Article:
This colourful street market in one of the city’s oldest working class neighbourhoods has been going for well over 100 years. The word rastro means “trail” and refers to the animal innards that were dragged through the streets in the days when this was the site of the main abattoir. The artist Francisco de Goya immortalized the street types here in paintings such as Blind Man with Guitar, while earlier it had been the backdrop for comic satires by playwrights of the Golden Age. Among the most exotic inhabitants were the amazonas, a team of horsewomen who performed at royal receptions in the 16th century and are remembered in Calle Amazonas. The Rastro is best known for its flea market, the most famous in Spain, but there are also dozens of stalls selling new clothes, furniture and antiques.
The Rastro’s main street is named after the curtidores (tanners) who once plied their trade here. You can still pick up a leather jacket on one of the dozens of stalls, as well as T shirts, belts, handbags and hats.
At the siege of Cascorro in Cuba (1898) Eloy Gonzalo volunteered to start a blaze in the enemy camp and was fatally wounded. Look closely at the statue and you’ll see the petrol can.
Second-hand clothes, candelabras, books and old furniture are on offer on this bustling square.
Dropping away from the square, this street marks the beginning of the flea market proper. Among the bricà-brac are watches, cameras, rugs, hats, oil lamps and record players. The lock vendor and his dog are a regular fixture.
The place to head to if you’re after something electrical, including spare parts, mobile phones and car radios of doubtful provenance. The corner with Ribera de Curtidores is the favourite pitch of the organillera (lady organ grinder), one of the market’s more colourful characters.
Adult collectors and children are the main customers, browsing the stacks of old comics and magazines in the vicinity of this square. You’ll also find CDs, vinyl records, toys, and oddities such as binoculars and magnifying glasses.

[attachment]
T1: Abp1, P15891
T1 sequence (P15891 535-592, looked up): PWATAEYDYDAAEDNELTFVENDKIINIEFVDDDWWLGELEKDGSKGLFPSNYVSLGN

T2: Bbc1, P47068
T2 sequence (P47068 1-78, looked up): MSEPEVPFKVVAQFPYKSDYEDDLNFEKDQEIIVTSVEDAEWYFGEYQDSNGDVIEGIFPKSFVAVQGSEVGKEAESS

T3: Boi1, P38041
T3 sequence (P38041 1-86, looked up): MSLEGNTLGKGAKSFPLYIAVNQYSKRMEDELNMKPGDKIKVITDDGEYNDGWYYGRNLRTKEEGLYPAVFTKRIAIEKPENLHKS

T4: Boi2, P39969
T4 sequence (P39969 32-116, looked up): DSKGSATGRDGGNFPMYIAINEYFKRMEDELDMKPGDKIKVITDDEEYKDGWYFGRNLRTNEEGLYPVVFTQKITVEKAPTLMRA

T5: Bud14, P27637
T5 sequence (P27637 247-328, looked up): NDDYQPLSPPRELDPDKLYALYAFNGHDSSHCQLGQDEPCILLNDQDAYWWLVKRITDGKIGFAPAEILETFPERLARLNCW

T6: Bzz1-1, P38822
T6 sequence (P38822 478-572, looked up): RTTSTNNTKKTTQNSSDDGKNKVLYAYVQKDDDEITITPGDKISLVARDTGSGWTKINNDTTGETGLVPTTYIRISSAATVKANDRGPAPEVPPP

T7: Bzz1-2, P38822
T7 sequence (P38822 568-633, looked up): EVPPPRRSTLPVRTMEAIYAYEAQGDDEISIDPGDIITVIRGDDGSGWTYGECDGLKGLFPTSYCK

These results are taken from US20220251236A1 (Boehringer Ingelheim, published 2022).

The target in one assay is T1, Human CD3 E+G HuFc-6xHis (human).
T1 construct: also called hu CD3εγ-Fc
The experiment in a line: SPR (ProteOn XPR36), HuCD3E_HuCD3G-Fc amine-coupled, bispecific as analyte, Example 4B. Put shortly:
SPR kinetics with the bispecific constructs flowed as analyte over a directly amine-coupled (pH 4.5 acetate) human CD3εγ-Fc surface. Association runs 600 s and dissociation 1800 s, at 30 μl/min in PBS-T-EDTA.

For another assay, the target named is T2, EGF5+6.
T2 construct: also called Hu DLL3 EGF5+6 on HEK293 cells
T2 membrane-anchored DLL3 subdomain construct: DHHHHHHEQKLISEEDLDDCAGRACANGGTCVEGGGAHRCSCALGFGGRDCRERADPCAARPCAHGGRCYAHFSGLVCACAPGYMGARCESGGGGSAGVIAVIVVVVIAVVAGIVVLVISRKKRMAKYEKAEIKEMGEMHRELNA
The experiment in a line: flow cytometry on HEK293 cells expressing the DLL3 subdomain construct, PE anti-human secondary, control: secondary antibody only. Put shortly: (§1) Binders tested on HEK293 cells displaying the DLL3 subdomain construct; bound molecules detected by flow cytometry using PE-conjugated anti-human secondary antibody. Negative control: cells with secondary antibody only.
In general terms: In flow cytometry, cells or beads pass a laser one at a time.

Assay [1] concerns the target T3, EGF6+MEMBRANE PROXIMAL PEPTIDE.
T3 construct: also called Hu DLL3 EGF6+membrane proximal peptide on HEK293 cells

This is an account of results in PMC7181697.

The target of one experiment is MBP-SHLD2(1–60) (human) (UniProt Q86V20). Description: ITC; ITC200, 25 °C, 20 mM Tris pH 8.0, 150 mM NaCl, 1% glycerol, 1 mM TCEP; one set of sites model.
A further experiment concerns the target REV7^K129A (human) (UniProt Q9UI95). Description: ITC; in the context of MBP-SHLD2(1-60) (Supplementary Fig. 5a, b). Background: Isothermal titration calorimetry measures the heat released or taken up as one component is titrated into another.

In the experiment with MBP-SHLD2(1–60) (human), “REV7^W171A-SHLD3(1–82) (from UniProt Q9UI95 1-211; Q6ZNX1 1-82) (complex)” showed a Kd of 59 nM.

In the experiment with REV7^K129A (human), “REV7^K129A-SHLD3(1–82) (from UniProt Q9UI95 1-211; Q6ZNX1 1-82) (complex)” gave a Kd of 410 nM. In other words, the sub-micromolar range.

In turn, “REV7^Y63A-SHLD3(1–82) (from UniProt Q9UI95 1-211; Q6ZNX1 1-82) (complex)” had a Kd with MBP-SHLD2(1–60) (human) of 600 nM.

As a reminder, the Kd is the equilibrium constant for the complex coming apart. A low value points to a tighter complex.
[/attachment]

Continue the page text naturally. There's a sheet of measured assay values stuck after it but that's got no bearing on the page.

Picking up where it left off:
Car owners may find what they’re looking for here: there’s usually a good selection of antitheft locks, windscreen wipers, brake lights and tools. There’s also a brisk trade in used computer parts and bicycle accessories.
Art equipment and picture frames are the speciality of Calle San Cayetano. Stalls near the Army & Navy store on Calle Carnero sell sports gear. Pet owners head for Calle Fray Ceferino González for the miscellany of dog collars, fishing nets and bird cages.
There are many bars and cafés in the area. Malacatín at Calle Ruda 5 rustles up the delicious local stew cocido madrileño .
This triumphal arch was unveiled in 1827 and dedicated to Fernando VII. Ironically it had first been proposed during the French occupation to extol the values of liberty and democracy.
The streets of the Rastro lead down to one of Madrid’s most neglected features. The Manzanares River is famous only for being short on water and has been the butt of jokes since time immemorial. Until late in the 19th century, its banks were the haunt of washer women (lavanderas ), colourful figures who appear in the paintings of Francisco de Goya. The Baroque bridge dates from 1719–32. In the middle are sculptures of Madrid’s patron saint, San Isidro. Carnations are hung here on his feast day.